The Common Law

Cars – issues with buying cars

I recently bought a car from a used-car dealer. The sticker on the car said it was being sold "as is." The car started developing major problems only a few days after I bought it. The used-car dealer refuses to repair the car or to allow me to exchange it for another car. Am I really stuck with this lemon?

Unfortunately, the answer is most likely yes. The Federal Trade Commission's Used Car Rule requires dealers to post a Buyers Guide, also known as an "as is" sticker, on the side window of all used cars that are offered for sale. The "as is" language signifies exactly what you have come to find out – the buyer assumes any risk that the vehicle is defective. Practically, this means that if you buy a car "as is" and it breaks down just a few blocks after you have driven it off the car lot, the dealer has no legal obligation to repair the car.

In some circumstances, however, a consumer may be able to use the Texas Deceptive Trade Practices Act. Under the DTPA, it is against the law for a seller to fail to disclose known defects in order to induce you to purchase the item. Basically, this means that if the used-car dealer knew about any major defects in the car, he had an obligation to disclose that information to you. Accordingly, a person who buys a car "as is" may still be able to recover against the seller of the car if it can be shown that the seller knew about the problems but failed to disclose all of the relevant information (i.e., that it had major defects) about the car.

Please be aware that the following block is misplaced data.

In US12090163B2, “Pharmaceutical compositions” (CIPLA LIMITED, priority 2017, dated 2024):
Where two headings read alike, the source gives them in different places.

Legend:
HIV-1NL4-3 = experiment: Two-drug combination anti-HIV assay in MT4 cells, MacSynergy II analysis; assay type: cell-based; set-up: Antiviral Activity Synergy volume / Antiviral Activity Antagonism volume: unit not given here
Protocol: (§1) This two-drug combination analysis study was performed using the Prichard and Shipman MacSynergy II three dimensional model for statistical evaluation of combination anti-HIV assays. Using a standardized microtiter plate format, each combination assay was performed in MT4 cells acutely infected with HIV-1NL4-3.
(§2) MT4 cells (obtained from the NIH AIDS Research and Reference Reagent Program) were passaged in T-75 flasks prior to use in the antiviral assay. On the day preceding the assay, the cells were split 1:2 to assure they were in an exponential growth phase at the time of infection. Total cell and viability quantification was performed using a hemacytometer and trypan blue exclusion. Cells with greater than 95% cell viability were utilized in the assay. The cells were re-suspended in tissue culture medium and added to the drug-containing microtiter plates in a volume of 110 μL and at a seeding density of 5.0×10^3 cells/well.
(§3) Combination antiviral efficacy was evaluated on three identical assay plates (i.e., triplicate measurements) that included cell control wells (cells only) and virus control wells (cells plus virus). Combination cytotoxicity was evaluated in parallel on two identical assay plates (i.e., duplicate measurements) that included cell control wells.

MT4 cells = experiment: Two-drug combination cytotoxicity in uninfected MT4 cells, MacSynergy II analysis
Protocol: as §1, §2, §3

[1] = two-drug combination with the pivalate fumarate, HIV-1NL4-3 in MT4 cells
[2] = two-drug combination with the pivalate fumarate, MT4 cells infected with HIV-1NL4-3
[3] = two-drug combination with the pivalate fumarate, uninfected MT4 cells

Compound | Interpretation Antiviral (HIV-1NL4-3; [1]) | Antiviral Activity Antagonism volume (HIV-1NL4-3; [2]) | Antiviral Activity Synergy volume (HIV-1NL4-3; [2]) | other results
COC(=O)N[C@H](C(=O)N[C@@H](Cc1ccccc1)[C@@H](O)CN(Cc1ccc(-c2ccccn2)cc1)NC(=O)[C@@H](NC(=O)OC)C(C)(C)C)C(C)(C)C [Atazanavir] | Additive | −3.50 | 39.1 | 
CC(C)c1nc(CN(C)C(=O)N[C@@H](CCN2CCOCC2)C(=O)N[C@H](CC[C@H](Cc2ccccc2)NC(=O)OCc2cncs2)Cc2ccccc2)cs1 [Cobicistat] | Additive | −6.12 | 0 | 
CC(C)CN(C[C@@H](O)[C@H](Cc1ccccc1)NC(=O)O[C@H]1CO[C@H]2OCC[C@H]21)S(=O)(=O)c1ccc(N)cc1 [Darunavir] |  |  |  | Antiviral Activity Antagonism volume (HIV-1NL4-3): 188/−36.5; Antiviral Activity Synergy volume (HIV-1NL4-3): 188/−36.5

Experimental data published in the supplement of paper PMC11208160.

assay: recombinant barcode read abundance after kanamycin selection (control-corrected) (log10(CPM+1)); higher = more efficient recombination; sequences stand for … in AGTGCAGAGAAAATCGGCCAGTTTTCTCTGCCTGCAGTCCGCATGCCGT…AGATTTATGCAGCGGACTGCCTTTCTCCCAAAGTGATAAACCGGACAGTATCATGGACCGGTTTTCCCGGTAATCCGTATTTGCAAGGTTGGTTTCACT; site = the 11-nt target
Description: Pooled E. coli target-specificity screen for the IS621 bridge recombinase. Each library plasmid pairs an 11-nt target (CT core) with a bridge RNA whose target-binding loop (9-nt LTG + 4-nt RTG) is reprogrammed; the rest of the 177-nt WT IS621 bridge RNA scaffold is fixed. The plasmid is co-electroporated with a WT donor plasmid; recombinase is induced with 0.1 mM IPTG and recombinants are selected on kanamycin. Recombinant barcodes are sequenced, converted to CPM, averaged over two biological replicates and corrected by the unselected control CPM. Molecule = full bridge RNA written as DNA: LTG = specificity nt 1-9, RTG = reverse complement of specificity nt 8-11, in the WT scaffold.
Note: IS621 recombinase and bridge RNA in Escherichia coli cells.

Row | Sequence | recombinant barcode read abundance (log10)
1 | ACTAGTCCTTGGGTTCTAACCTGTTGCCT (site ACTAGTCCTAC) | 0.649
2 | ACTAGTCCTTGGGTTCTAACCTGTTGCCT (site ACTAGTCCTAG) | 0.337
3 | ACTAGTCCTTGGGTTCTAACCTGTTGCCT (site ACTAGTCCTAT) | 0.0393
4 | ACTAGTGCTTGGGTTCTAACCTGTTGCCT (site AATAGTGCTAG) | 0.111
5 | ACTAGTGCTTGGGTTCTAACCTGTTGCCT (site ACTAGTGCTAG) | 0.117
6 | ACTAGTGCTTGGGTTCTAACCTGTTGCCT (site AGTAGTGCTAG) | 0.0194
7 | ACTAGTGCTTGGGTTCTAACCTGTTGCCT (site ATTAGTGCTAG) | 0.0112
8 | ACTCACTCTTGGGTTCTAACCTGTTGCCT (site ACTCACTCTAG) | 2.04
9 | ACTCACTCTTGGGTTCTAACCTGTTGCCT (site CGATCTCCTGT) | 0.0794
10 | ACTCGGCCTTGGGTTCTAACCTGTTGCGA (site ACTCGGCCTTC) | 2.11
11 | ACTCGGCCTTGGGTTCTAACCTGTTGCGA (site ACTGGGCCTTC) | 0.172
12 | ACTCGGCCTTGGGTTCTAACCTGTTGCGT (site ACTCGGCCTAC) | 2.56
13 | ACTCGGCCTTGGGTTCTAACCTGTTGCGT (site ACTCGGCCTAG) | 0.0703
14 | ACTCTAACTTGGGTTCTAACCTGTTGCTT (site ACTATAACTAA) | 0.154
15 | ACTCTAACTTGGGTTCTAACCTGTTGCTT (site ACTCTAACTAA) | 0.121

I'm looking at buying a new car within the next few weeks. My friend told me that after I buy a car, I can always legally return it within three days if I decide I don't want it. Is this true?

No. There is no three-day right to return a new car. If you sign a contract to buy a car, it's yours. Your friend is probably getting car sales confused with door-to-door sales. Texas law does allow a "cooling off period" that permits someone to return items they bought from door-to-door sales within three days.

Please submit column suggestions, questions, and comments to thecommonlaw@austinchronicle.com. Submission of potential topics does not create an attorney-client relationship, and any information submitted is subject to being included in future columns.

Marrs, Ellis & Hodge LLP, www.jmehlaw.com.

The material in this column is for informational purposes only. It does not constitute, nor is it a substitute for, legal advice. For advice on your specific facts and circumstances, consult a licensed attorney. You may wish to contact the Lawyer Referral Service of Central Texas, a non-profit public service of the Austin Bar Association, at 512-472-8303 or www.austinlrs.com.

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